95941 Continuous intraoperative neurophysiology monitoring, from outside the operating room (remote or nearby) or for monitoring of more than one case while in the operation room, per hour (List separately in addition to code for primary procedure)
95955 Electroencephalogram (EEG) during non-intracranial surery (eg, carotid)
HCPCS codes covered if selection criteria are met: :
G0453 Continuous intraoperative neurophysiology monitoring, from outside the operating room (remote or nearby), per patient, (attention directed exclusively to one patient) each 15 minutes (list in addition to primary procedure)
Electrocorticography (ECoG):
CPT codes covered if selection criteria are met:
95829 Electrocorticogram at surgery (separate procedure)
ICD-9 codes covered if selection criteria are met: :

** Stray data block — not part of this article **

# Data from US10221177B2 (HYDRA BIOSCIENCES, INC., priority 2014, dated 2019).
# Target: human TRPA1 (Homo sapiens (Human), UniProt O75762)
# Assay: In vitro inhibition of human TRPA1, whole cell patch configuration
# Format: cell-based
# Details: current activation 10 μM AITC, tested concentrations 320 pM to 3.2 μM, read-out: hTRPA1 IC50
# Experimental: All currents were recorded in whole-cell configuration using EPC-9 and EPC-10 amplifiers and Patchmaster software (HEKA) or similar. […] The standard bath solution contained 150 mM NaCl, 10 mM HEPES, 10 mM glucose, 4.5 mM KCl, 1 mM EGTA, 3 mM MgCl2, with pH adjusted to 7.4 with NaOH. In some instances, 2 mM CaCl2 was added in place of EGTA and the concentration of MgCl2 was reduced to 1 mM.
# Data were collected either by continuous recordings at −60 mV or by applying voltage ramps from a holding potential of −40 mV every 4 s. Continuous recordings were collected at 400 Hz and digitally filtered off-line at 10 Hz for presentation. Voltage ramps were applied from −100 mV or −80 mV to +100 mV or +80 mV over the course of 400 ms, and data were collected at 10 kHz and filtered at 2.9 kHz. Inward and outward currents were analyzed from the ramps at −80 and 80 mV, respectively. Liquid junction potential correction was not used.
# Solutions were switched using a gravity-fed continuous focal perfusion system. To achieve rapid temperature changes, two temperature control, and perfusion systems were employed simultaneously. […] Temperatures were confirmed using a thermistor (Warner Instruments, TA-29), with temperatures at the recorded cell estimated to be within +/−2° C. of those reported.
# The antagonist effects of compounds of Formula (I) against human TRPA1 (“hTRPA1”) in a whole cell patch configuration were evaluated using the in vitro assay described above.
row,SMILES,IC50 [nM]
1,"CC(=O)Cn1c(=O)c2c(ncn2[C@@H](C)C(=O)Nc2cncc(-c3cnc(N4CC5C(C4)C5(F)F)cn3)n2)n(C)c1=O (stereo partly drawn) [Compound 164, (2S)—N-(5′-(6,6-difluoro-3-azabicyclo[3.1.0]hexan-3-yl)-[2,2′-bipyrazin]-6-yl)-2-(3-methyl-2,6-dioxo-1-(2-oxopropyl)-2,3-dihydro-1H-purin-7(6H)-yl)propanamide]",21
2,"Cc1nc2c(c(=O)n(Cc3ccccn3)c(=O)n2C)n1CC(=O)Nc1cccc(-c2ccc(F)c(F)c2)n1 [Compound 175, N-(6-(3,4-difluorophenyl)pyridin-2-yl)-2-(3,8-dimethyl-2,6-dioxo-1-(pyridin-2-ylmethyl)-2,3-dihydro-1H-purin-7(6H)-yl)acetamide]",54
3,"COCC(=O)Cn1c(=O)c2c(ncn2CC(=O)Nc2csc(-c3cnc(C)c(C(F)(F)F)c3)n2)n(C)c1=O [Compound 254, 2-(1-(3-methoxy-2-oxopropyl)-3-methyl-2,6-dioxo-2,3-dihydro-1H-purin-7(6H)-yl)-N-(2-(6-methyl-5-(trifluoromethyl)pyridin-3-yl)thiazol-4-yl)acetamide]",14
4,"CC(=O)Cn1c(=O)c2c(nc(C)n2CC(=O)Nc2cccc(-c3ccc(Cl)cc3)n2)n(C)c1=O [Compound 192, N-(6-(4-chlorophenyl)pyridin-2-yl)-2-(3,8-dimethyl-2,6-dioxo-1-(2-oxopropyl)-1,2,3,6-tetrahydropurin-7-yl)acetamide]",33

345.00 - 345.91 Epilepsy and recurrent seizures

The above policy is based on the following references:
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    37. Centers for Medicare and Medicaid Services (CMS). Electroencephalographic monitoring during surgical procedures involving the cerebral vasculature. National Coverage Determination. Medicare Coverage Issues Manual Section 35-37. CMS Manual Section 160.8, Publication No. 100-3. Baltimore, MD: CMS; effective June 19, 2006.
    38. Centers for Medicare and Medicaid Services (CMS). Electroencephalographic (EEG) monitoring during open-heart surgery. National Coverage Determination. CMS Manual Section 160.9, Publication No. 100-3. Baltimore, MD: CMS; 2010.